I can still remember getting off the plane. As I went through the opening of the airplane, an intense heat hit me and I was automatically overwhelmed by the smells of my new world. With sweat already dripping from my face, I tried hard to adjust my nose to the inevitable. It was a mixture of farm animals, trash truck, mixed with exotic food cooking. My nose still turns up thinking of that first moment. To top it off, I was scared to death.
Inside the airport, my fear continued as I entered a very hot, very crowded, very chaotic atmosphere. Lines? What are Lines? I would soon discover that nobody believed in lines here. The noise was terrible. Babies crying, airport workers yelling, people frantically trying to hold their place in those invisible lines. There was pushing and shoving, lots and lots of staring and men going through my suitcase and touching my stuff. Ugh!
Finally, when we left the airport, my family and I, and there seemed to be a crowd that followed us. I'm sure we were a sight. Nobody cared whether we had name brand clothes or if our hair was fixed just right. However, we stood out, my little sister and I. Golden hair, blue eyes, fair skin... everyone wanted to stare or reach out for a touch. Beggar children swarmed us for a coin. Dirty, shirtless (even some of the girls), barefoot... I remember big white smiles on dirty faces. Overwhelmed with all that surrounded me, I didn't have compassion for their circumstances yet. My eleven (almost twelve) year old mind was too busy trying to comprehend what exactly my parents had gotten me into and the fact that they expected me to live HERE! I was in Bangladesh.
When I was in third grade my parents surrendered their hearts to missions. I was already a pastor's kid, born while my dad was in seminary, there was never a day I didn't know who God was. Yet, this was new. Afterall, I was happy in my house, with my church and school and all my neighborhood friends. I didn't really comprehend what this "surrendering to missions" meant. Due to some medical issues I had (they discovered I had scoliosis and I had to wear a brace) and problems with getting visas into the country, we didn't leave until I was in the 6th grade. I had had two years to adjust to moving overseas. There were days I was excited and days I was scared to death. However, nothing prepared me for what I discovered when I stepped off that plane for the first time.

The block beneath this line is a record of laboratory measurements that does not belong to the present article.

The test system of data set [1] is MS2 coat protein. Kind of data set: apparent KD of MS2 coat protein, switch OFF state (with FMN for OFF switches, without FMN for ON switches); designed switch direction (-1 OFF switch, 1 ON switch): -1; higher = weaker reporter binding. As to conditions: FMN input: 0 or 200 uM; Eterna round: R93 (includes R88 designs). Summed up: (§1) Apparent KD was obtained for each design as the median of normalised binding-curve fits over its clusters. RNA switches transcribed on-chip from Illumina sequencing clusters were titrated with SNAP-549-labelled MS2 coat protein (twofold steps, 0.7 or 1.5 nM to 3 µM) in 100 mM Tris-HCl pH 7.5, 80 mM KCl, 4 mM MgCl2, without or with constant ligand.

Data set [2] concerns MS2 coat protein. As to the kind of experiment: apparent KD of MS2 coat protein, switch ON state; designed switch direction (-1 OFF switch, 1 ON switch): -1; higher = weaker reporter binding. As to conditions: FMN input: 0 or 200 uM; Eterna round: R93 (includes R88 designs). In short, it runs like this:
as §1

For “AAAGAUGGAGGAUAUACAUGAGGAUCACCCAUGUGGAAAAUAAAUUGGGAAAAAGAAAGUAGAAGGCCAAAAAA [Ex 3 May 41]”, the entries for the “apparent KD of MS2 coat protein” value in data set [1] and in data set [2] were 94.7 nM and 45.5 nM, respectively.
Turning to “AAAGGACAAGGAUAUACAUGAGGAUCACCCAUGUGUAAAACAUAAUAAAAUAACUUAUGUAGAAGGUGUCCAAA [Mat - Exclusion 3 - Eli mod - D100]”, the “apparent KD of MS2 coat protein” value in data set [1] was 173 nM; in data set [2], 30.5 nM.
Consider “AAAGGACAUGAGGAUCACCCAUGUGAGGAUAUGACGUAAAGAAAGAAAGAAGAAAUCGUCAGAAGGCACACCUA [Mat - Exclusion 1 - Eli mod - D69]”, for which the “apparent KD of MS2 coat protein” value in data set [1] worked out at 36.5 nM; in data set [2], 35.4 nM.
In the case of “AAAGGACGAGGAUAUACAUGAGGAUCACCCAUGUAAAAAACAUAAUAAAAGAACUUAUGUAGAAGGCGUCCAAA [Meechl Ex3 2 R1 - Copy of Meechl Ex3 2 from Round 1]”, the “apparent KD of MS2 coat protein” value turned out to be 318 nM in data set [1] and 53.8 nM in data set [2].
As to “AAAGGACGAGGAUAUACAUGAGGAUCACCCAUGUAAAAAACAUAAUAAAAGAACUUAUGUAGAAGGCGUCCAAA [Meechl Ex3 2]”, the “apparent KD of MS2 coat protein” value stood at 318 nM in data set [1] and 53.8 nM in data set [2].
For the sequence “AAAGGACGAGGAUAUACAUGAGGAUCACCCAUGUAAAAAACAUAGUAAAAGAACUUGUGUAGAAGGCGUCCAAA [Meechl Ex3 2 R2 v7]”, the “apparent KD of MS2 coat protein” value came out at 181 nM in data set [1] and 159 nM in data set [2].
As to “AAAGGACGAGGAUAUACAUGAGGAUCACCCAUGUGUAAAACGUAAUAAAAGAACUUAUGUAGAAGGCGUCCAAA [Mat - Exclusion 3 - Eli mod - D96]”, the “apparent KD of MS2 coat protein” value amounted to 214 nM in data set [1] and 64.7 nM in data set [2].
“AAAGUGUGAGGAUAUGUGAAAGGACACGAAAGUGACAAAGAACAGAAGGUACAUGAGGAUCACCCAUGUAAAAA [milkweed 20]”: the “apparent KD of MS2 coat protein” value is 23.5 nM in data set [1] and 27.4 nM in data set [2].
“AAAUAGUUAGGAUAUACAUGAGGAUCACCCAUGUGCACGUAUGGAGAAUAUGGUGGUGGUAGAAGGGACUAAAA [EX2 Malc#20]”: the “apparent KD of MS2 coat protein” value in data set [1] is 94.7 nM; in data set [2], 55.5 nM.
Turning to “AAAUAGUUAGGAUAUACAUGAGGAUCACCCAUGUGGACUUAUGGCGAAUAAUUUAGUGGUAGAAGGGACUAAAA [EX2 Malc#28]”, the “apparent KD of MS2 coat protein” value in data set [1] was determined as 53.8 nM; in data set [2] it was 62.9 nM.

I did learn to adjust and even love parts of my life there. Although I will not lie, it is a hard country to live in as a foreigner, especially a teenage, blond hair girl. I only lived there three years, for I went off to school, in Bangkok Thailand when I was in the 9th grade. My parents then transferred there, themselves. But in those three years I experienced many adventures, and discovered many new things.
I thought I would share a few of them with you.
1. I remember the first time I rode in a Rickshaw. That is the carriage looking thing on the back of a bicycle. I hung on for dear life as the Bengali man swerved through traffic. I told you they don't believe in lines in this country. Same thing goes for the roads. Everyone seems to be constantly fighting for a place to go forward, even the cows that wonder the streets!!! I would eventually ride this new form of transportation everywhere and learned to relax, but it certainly was a RIDE!